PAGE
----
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      5. Don’t believe things that are too good to be true.

      There’s the saying that goes, “Don’t judge a book by its cover,” and I think it applies to this situation. This is especially true when it comes to meeting people.

      Most of the times, what you know about someone is what they want you to know about them. When you meet someone for the first time, it’s pretty foolish to take everything they say for gospel, especially if it’s too good to be true.

      This applies to both people and material goods. Sometimes when you find someone or something that’s too good to be true, adding some skepticism can prevent you from getting into the kind of trouble that Anna did with Prince Hanz.

      6. Dream big.

      olaf

        Olaf had a dream of enjoying a summer, and it’s no doubt a crazy dream. A snowman enjoying summer is like throwing ice cream into a microwave and hoping it doesn’t melt. It just doesn’t make any sense.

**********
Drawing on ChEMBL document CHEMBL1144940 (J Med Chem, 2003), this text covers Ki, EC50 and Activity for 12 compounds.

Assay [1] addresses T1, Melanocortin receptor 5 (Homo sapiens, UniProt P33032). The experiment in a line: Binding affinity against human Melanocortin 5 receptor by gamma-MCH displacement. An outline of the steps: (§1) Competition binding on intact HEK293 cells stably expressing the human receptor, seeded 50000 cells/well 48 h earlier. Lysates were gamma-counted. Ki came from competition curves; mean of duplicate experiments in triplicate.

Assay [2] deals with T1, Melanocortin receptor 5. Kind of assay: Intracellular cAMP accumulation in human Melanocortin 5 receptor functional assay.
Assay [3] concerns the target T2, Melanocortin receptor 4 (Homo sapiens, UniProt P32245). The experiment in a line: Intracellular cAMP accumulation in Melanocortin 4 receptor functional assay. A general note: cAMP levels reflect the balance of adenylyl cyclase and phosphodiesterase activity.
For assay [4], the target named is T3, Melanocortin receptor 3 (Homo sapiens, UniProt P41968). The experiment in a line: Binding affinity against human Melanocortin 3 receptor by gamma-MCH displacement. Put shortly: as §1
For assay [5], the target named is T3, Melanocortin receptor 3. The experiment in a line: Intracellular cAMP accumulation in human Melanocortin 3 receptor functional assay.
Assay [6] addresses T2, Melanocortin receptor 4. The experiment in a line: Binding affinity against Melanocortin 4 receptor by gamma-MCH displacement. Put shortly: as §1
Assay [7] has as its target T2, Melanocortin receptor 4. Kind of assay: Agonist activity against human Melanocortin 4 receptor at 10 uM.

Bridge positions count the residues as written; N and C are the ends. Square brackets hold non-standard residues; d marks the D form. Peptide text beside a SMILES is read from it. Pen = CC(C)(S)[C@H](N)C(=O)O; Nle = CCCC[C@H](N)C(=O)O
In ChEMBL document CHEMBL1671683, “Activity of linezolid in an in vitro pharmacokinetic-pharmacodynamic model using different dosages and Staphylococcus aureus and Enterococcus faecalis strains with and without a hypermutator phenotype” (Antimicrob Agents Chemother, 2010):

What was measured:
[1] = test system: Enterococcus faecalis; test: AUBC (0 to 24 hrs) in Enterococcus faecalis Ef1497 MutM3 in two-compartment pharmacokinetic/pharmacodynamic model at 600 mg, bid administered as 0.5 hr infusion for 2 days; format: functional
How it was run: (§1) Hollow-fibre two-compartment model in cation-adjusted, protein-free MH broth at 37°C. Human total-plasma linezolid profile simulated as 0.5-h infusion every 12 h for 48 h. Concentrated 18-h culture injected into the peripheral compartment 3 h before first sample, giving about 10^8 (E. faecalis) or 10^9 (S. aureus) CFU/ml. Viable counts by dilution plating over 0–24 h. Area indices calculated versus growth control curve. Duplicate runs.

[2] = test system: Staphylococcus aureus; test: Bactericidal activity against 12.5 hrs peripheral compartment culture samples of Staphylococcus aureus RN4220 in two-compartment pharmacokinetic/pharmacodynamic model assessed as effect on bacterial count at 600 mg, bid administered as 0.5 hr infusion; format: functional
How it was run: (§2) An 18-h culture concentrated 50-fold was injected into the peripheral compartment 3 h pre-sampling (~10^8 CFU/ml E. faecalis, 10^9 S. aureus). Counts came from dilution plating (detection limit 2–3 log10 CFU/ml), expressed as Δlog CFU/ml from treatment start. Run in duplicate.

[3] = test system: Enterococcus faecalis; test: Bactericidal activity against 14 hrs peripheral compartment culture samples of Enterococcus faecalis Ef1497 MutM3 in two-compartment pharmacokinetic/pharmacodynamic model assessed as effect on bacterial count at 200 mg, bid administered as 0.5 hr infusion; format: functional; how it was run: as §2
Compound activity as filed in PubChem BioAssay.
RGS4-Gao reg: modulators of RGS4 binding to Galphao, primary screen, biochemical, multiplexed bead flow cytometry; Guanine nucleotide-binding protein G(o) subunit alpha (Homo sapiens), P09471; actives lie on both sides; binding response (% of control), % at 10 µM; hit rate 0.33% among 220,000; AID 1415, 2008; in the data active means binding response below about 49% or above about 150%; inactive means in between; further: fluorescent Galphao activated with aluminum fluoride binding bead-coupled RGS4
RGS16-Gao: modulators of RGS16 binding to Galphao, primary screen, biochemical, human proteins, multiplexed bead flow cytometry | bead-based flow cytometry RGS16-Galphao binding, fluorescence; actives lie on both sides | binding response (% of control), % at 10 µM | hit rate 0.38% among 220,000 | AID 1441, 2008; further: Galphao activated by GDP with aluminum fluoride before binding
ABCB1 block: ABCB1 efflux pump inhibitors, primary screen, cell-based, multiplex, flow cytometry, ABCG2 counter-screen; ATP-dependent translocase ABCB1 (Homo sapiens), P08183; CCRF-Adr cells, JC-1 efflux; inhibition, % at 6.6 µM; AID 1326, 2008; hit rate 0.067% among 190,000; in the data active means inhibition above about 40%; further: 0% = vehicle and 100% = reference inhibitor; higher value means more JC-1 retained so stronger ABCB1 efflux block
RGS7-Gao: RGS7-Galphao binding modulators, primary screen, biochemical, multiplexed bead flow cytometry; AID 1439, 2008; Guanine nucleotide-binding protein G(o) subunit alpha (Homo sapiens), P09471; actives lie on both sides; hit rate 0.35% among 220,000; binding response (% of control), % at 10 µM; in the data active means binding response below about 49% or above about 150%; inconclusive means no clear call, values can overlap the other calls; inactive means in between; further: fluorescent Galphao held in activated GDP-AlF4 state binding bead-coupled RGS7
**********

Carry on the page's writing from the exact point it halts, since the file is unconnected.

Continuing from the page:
However Olaf never let that bother him; he remained cheerful and happy hoping to achieve that dream one day.

        We all have big dreams and sometimes phrases like, “Are you crazy? ” or “That is impossible” can really hurt us.

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        When you feel that way, remember the happiness that Olaf had, and keep chasing your dreams. Never give up because others say your dream is too big.

        It might sound crazy, but the people who are crazy enough who think they can change the world are often the ones who do.

        7. Love can change the world.

        Arendelle was about to be covered in Ice, and Anna was dying because of a frozen heart. The only cure was true love.

        Instead of Anna getting kissed by a Prince Charming, it was her gift of sacrifice that unfroze Arendelle. In the end, that sacrifice melted the “ice” in her heart as well.